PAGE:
About GAIN

What is the Great Ape Information Network (GAIN)?

  The Great Ape Information Network(GAIN) aims to create a database of high quality and transparency on great apes in Japan. As of 24th Oct., 2010, 335 chimpanzees, 24 gorillas, and 52 orangutans are living in Japan, all of which are valuable for the promotion of science. To understand the evolutionally origin of humans, research on the non-human great apes--the three genera other than the genus Homo--is necessary. Today, all species of great apes are endangered in their natural habitats, so those in Japan are also critically important from a conservation perspective as well.

  Our database contains various information concerning all individuals, including personal histories, family trees, genetic traits, and behavioral characteristics. GAIN’s database is a world-leading system regarding the following points.

  • Contains up-to-date information
    We provide the latest information with the collaboration of zoos and other facilities in Japan.
  • Contains all of the great apes’ records
    We document the records of all great apes in Japan, including individuals that have died or were moved.
  • Provides a user-friendly system maintained by IT specialists
    GAIN’s database allows users to search by facility name, species name, individual name, and so on. Images of the facilities in which great apes are housed are also available through Google tools.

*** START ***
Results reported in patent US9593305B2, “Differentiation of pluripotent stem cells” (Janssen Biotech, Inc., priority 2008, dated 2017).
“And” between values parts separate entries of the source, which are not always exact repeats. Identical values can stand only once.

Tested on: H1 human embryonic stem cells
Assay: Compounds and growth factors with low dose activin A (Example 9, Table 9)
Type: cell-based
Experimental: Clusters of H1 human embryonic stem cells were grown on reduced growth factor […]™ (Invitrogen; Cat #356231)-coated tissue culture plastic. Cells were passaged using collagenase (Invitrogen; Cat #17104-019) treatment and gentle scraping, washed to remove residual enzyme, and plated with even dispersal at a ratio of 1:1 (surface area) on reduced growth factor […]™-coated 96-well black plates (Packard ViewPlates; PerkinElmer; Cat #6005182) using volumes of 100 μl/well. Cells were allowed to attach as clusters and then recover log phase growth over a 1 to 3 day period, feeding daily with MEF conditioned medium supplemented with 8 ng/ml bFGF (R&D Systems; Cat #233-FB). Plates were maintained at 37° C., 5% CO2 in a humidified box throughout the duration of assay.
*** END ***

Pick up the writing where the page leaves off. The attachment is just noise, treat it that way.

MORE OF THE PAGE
We emphasize the maintenance of productive collaborations between zoos, researchers, and GAIN, with the goal of promoting discussion and creating action-plans for the conservation and welfare of great apes. The GAIN project is also linked to the Support for African/Asian Great Apes (SAGA), which is a consortium concerning great apes that was established in 1998. For details, please visit SAGA’s homepage.

History of GAIN

  The GAIN project was initiated in cooperation with the University of Tokyo and Kyoto University as a research project commissioned by the Ministry of Education, Culture, Sports, Science and Technology in the fiscal year of 2002. Since the fiscal year of 2009, GAIN has been operating as a grant-in-aid research project in cooperation with the National Institute of Genetics and Kyoto University’s Primate Research Institute (PRI) and Wildlife Research Center (WRC).

Selection of Apes